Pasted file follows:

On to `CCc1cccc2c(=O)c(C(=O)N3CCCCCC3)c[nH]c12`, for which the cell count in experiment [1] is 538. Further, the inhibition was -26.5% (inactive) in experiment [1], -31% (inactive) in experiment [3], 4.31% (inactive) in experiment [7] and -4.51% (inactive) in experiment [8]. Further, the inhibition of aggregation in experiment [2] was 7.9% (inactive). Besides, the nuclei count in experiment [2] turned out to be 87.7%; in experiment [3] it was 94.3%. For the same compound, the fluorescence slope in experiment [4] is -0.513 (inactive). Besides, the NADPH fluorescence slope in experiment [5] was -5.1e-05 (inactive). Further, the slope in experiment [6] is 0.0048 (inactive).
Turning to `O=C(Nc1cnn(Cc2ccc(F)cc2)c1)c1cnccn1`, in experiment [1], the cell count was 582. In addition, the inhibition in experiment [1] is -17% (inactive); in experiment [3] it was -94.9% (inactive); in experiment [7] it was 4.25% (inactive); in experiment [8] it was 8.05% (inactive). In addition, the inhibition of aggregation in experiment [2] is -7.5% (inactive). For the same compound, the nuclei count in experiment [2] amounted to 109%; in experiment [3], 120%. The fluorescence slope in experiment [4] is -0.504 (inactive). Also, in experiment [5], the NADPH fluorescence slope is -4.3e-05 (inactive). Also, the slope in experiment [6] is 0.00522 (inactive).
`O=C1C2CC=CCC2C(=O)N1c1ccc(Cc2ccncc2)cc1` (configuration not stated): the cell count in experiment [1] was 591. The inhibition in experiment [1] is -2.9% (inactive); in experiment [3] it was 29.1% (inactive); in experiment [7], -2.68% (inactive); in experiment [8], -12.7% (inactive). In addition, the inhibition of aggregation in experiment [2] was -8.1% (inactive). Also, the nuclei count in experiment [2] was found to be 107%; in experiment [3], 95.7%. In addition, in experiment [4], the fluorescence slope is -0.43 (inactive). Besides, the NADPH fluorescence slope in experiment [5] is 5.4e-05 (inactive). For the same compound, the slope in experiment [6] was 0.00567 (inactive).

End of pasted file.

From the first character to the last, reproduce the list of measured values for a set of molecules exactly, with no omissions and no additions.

On to `CCc1cccc2c(=O)c(C(=O)N3CCCCCC3)c[nH]c12`, for which the cell count in experiment [1] is 538. Further, the inhibition was -26.5% (inactive) in experiment [1], -31% (inactive) in experiment [3], 4.31% (inactive) in experiment [7] and -4.51% (inactive) in experiment [8]. Further, the inhibition of aggregation in experiment [2] was 7.9% (inactive). Besides, the nuclei count in experiment [2] turned out to be 87.7%; in experiment [3] it was 94.3%. For the same compound, the fluorescence slope in experiment [4] is -0.513 (inactive). Besides, the NADPH fluorescence slope in experiment [5] was -5.1e-05 (inactive). Further, the slope in experiment [6] is 0.0048 (inactive).
Turning to `O=C(Nc1cnn(Cc2ccc(F)cc2)c1)c1cnccn1`, in experiment [1], the cell count was 582. In addition, the inhibition in experiment [1] is -17% (inactive); in experiment [3] it was -94.9% (inactive); in experiment [7] it was 4.25% (inactive); in experiment [8] it was 8.05% (inactive). In addition, the inhibition of aggregation in experiment [2] is -7.5% (inactive). For the same compound, the nuclei count in experiment [2] amounted to 109%; in experiment [3], 120%. The fluorescence slope in experiment [4] is -0.504 (inactive). Also, in experiment [5], the NADPH fluorescence slope is -4.3e-05 (inactive). Also, the slope in experiment [6] is 0.00522 (inactive).
`O=C1C2CC=CCC2C(=O)N1c1ccc(Cc2ccncc2)cc1` (configuration not stated): the cell count in experiment [1] was 591. The inhibition in experiment [1] is -2.9% (inactive); in experiment [3] it was 29.1% (inactive); in experiment [7], -2.68% (inactive); in experiment [8], -12.7% (inactive). In addition, the inhibition of aggregation in experiment [2] was -8.1% (inactive). Also, the nuclei count in experiment [2] was found to be 107%; in experiment [3], 95.7%. In addition, in experiment [4], the fluorescence slope is -0.43 (inactive). Besides, the NADPH fluorescence slope in experiment [5] is 5.4e-05 (inactive). For the same compound, the slope in experiment [6] was 0.00567 (inactive).